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U.S. Department of Health and Human Services.  HHS.gov  Secretary Mike Leavitt's Blog

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Pandemic Exercise with Bloggers

We routinely hold readiness exercises at HHS on various emergency scenarios. Typically, people from various parts of the emergency management community sit around a square table, and a moderator paints a picture of a disaster unfolding. It is like a reader’s theater. As events are described, each actor assumes their part, describing what they are thinking and doing to respond.

Slowly, the moderator heightens the stakes and intensifies the nature of the problems, throwing out more complicated circumstances, and challenging the reasoning various players use. It is an excellent way to learn and refine emergency protocols.

Monday, we had another exercise on pandemic influenza. Included in the exercise was a group of journalists, including bloggers. Not amateur bloggers like me. Real pros, people who have built reputations with their readers for innovation and speed.

We invite journalists to participate in our exercises because managing their needs for information is a part of crisis management. We need to learn more about how bloggers would react and interact.

Television reporter Forrest Sawyer was the moderator. He has done several of our exercises and he’s very good. He laid out a set of facts that represent routine health news from around the world and laced it with a few interesting tidbits that could attract the interest of people following the flu world.

Turning to public health officials at the table, Mr. Sawyer asked if they found any of the news that day interesting or concerning. He did the same with the journalists, asking what they would do to get more information and how big a story they thought it was. As the facts became more concerning, several observations came to me.

I found it reassuring how important accuracy was to those that attended our session. They were willing to report rumors but made a point of distinguishing them as such. Many of them said they had separate sections of the page for rumors.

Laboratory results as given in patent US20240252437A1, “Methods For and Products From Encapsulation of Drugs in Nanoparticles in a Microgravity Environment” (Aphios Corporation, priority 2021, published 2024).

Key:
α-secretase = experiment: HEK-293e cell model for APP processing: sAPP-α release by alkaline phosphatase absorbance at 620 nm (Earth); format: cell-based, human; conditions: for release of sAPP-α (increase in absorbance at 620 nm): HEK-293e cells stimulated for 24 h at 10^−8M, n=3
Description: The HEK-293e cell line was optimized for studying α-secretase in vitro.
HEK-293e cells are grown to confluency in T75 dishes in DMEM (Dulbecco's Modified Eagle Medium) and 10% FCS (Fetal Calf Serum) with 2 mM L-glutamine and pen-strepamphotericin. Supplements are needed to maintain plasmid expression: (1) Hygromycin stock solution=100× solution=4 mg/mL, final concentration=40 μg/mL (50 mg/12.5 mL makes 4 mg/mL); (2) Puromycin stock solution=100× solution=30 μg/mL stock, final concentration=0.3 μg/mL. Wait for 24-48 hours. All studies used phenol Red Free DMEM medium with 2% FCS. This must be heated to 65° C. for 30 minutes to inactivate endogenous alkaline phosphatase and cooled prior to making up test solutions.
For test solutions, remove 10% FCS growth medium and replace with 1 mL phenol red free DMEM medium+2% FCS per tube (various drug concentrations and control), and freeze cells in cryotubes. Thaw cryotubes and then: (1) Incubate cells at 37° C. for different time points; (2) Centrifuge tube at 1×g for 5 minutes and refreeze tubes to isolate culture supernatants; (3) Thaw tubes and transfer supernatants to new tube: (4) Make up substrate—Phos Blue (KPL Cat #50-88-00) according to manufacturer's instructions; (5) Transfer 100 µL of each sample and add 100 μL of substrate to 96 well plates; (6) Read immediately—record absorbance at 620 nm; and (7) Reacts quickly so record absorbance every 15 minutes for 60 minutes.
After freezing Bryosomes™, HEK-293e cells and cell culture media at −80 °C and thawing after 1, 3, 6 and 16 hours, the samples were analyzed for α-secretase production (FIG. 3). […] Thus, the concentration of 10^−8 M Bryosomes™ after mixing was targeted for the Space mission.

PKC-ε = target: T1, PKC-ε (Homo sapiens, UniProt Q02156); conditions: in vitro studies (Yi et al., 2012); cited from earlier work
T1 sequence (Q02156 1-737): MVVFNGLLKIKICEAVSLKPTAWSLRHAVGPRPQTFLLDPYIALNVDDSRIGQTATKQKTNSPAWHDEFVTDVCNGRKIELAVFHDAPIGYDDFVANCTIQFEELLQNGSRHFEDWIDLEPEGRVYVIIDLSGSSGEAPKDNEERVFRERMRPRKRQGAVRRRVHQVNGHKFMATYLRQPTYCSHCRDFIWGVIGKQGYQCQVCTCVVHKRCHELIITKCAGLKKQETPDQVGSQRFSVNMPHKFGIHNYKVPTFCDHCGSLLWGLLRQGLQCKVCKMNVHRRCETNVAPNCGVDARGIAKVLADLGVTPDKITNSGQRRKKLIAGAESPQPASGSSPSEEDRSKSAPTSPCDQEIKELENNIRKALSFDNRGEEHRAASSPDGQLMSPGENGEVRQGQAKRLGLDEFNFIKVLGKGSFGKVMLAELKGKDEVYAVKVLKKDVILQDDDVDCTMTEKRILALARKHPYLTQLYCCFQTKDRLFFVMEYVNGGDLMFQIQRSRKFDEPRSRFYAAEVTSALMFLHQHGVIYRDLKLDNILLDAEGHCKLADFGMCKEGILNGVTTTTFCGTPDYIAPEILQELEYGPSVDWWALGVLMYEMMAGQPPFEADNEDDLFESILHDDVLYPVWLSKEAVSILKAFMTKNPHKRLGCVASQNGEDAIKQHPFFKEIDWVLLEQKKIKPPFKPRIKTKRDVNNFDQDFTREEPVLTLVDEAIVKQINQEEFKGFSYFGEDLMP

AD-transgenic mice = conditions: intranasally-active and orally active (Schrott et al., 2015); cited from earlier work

The blogs represented at our session tended to be rather specialized and the bloggers knew a lot about the subject matter. It made them better at challenging the facts they were given. I suspect in a major emergency we would be dealing with a broader range of understanding than in our exercise. These people knew their stuff.

I was surprised how much interaction there is between online communities. They seem to share information, monitoring one another’s sites.

More than one of the blogs talked about the way they use traditional news sources but provide added value. One example is translating foreign news articles into English.

I enjoyed watching the interaction between traditional media and blogs. It’s clear television, major radio and newspapers are monitoring blogs all the time. It is also evident most of them are starting to use blogs to supplement their own reporting. The unlimited supply of space and time is appealing to traditional journalists.

The exercise went most of the day. I was only able to stay until noon, but it was a morning full of learning.

The bottom line for me: Government needs to understand the blog world better, and factor it into the way we interact with people. A growing part of the world relies on bloggers for unvarnished information; something they are not sure they always get from us in government.


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I appreciate that both HHS and CDC included bloggers in their recent panflu exercises. I followed the reporting of DemFromCT on Fluwiki as he participated in the CDC two-day exercise last week. I was wondering if and how the issue of vulnerable populations came up in the HHS exercise on Monday or the CDC exercise last week. I am curious if issues related to vulnerable populations are included in updates that are given periodically during such exercises.

Posted by: Deborah Robinson | March 20, 2008 at 02:26 PM

Is there some point at which information will be passed down to the local level?

The administrator of a municipal EMS corps told me his health bureau said he did not need to worry about pandemic flu because the only way to become infected was to travel to Asia and have close contact with infected birds.

There are no Community Planning Committees in my area.

Local officials really do not know that they should be planning for this because no one is telling them.

There is nothing in our local papers - the public literally does not know what pandemic flu is let alone what they should be doing to prepare.